WASHINGTON (Reuters) - The Trump administration on Tuesday ordered the expulsion of 15 diplomats from Cuba’s embassy in Washington following last week’s U.S. move to pull more than half of its own diplomats out of Havana, a State Department official said.
The U.S. decisions were based on the Cuban government’s failure to do enough to protect American personnel in Cuba who have been targeted in mysterious “attacks” that have damaged their health, the official told reporters, speaking on condition of anonymity. The Cuban diplomats have been given seven days to leave.
Several Cuban-American Republican lawmakers, including U.S Senator Marco Rubio and Representative Ileana Ros-Lehtinen, had urged that Cuban diplomats be expelled in retaliation for the Cuban government’s failure to get to the bottom of the attacks.
Trump administration officials planned to brief lawmakers on their Cuba policy on Tuesday, another congressional aide said, speaking on condition of anonymity.
AT LEAST 21 U.S. EMBASSY STAFFERS AFFECTED
The State Department announced on Friday that in addition to drawing down staff in Havana to essential personnel, the embassy was halting regular visa operations for Cubans seeking to visit the United States and would offer only emergency services to U.S. citizens.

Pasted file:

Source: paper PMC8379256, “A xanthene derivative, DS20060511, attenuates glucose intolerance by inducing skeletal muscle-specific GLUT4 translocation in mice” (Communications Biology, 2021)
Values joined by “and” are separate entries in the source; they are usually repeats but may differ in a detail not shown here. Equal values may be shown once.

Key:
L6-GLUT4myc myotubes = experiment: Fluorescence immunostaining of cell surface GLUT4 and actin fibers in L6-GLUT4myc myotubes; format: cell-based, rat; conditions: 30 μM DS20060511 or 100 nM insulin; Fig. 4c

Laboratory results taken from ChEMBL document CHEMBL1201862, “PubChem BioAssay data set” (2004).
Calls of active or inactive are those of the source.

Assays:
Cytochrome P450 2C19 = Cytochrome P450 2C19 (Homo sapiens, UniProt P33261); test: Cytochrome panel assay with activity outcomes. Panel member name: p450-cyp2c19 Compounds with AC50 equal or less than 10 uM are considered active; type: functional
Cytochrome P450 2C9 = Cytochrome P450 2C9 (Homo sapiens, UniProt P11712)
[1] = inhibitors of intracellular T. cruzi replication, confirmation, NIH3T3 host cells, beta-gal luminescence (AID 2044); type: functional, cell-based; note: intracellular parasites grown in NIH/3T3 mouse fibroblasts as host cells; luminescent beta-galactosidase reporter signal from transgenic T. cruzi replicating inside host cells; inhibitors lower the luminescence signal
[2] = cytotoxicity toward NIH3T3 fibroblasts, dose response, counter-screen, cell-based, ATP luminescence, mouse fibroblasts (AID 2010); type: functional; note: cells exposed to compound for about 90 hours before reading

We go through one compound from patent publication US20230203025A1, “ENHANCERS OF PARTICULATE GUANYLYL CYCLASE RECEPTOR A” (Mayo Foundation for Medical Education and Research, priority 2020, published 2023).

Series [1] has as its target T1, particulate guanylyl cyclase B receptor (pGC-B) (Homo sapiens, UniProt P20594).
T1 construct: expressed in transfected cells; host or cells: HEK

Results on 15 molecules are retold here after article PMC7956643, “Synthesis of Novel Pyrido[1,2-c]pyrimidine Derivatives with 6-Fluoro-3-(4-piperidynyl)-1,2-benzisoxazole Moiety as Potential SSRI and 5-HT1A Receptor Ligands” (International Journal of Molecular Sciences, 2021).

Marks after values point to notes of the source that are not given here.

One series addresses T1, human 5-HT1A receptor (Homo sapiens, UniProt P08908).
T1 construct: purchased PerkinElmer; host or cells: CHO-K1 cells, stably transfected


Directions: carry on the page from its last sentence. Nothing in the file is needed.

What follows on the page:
At least 21 U.S. embassy employees in Cuba have been injured and reported symptoms such as hearing loss, dizziness, headache, fatigue, cognitive issues, and difficulty sleeping, the State Department said on Friday.
Cuba’s Foreign Ministry Chief for U.S. Affairs Josefina Vidal said last week that the U.S. decision to reduce staff at its Havana embassy was hasty and will affect bilateral relations,
Cuba, the United States and Canada have investigated the attacks, but the probe has not yielded any answers about how they were carried out or who was responsible for them.
Cuba has denied involvement in the attacks. The State Department has not directly blamed Havana for them but asked two Cuban diplomats to leave Washington in May.
The U.S. measures will stop short of breaking off relations or closing the two countries’embassies, which reopened in 2015 following more than five decades of hostility.
But the bizarre case has brought simmering U.S.-Cuba tensions since Trump took office to a boil.
Trump, who in June vowed to partially roll back the detente with Cuba agreed by his Democratic predecessor Obama, called the Cuban government “corrupt and destabilising” in his address to the United Nations General Assembly last month.
He said he would not lift the U.S. trade embargo on the Caribbean island until it made “fundamental reforms.” Cuba described his comments as “unacceptable and meddling.”